The cache of 580 episodes, with programming from the past three decades, was quietly added to the service last week. While Carsey Werner has one of the biggest sitcom libraries of any indie, the Hulu pact does not include some of its most prominent titles, including “Roseanne,” “That ’70s Show” and “Grace Under Fire.”
The other series in the deal, confirmed Tuesday by a Hulu rep, are “Grounded for Life,” “Men Behaving Badly” and a handful of titles that had short runs in primetime: “That ’80s Show,” “The Tracy Morgan Show,” “Normal, Ohio,” “Whoopi,” “Damon,” “Game Over” and “Davis Rules.”
Pact comes one year after Hulu launched its subscription service, which gives its 1 million-plus subscribers a deeper trove of programming than its ad-supported counterpart Hulu.com for $7.99 per month.
Carsey Werner deal caps a period of aggressive content expansion for Hulu Plus, which saw its content volume increase more than 100% in the third quarter vs. the same period the previous year.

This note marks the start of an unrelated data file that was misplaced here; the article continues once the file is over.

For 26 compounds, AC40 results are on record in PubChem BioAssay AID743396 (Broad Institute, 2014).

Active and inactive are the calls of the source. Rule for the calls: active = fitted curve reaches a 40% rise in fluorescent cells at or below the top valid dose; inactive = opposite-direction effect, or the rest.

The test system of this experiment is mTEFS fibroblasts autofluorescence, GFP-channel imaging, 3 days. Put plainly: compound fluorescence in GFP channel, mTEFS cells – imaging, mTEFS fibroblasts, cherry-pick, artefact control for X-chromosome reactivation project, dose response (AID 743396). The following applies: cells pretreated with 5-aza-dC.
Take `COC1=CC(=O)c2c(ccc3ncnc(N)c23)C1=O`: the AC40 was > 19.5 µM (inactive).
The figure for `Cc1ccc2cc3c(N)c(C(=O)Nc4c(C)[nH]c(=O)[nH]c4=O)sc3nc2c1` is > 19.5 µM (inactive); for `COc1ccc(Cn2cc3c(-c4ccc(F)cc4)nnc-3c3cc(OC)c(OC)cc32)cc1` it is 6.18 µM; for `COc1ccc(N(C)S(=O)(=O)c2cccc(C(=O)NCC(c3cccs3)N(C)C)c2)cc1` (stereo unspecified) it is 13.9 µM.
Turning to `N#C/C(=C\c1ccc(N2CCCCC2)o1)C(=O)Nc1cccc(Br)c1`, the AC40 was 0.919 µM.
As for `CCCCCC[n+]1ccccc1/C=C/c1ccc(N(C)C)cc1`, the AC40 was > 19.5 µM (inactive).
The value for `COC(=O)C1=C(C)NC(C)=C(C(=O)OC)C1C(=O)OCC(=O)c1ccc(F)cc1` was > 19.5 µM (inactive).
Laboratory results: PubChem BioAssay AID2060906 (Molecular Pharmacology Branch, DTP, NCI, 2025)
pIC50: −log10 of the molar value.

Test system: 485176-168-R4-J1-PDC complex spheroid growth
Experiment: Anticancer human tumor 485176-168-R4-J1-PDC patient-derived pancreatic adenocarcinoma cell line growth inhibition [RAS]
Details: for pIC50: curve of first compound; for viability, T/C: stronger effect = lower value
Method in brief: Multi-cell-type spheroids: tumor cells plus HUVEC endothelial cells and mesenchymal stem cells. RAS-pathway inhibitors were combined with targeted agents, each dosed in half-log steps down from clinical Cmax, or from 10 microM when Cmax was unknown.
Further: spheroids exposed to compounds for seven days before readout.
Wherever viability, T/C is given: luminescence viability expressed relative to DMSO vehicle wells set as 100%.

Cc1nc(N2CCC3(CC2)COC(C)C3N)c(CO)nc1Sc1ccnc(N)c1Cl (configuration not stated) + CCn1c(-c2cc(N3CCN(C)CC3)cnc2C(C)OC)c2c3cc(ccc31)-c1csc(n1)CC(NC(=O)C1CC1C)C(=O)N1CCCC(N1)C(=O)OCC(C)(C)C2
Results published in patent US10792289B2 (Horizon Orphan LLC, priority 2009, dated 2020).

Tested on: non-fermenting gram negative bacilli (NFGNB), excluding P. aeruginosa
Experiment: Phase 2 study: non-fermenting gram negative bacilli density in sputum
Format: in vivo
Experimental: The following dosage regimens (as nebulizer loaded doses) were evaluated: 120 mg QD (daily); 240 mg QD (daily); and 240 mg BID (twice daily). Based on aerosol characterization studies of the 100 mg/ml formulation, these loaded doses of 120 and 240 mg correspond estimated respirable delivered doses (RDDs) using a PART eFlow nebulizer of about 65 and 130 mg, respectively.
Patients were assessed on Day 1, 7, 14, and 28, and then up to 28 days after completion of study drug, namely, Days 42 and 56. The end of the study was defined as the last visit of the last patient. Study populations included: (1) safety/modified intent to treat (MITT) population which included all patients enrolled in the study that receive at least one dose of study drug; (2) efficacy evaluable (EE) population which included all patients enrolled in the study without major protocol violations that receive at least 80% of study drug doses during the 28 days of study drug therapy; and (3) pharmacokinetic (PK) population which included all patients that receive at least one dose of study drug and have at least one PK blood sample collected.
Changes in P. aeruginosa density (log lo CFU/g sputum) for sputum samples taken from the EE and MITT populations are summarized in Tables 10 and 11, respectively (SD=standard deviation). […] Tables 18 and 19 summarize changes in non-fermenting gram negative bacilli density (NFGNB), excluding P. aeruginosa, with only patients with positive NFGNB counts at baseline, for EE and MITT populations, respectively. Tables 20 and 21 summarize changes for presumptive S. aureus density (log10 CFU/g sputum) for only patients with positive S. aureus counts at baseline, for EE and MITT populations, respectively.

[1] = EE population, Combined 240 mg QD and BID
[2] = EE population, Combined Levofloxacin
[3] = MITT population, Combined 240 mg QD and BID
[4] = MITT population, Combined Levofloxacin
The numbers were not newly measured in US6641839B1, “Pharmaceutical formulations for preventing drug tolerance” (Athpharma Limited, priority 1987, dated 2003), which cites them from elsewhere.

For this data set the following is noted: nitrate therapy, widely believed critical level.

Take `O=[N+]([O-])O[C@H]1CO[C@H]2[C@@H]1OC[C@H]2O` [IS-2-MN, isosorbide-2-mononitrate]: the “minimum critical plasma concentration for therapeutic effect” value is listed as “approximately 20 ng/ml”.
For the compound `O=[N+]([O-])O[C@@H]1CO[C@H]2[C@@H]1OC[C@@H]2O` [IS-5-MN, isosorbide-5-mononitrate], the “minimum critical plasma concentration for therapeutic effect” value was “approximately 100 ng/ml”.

Hulu Plus has become an increasingly integral piece of the venture, especially since joint owners News Corp., NBCUniversal, Walt Disney Co. and Providence Equity Partners decided last month to take Hulu off the auction block.
Hulu’s last big TV deal for content from the CW gave Hulu Plus subs access to next-day programming from the net’s primetime schedule. In addition, Hulu.com saw its free offerings curtailed when Fox decided to reserve next-day access to its programs to either Hulu Plus subs or authenticated subs to select multichannel providers including Dish Network.
In a blog post last month, Hulu CEO Jason Kilar estimated that the subscription service will drive more than half of the company’s revenue over the next year.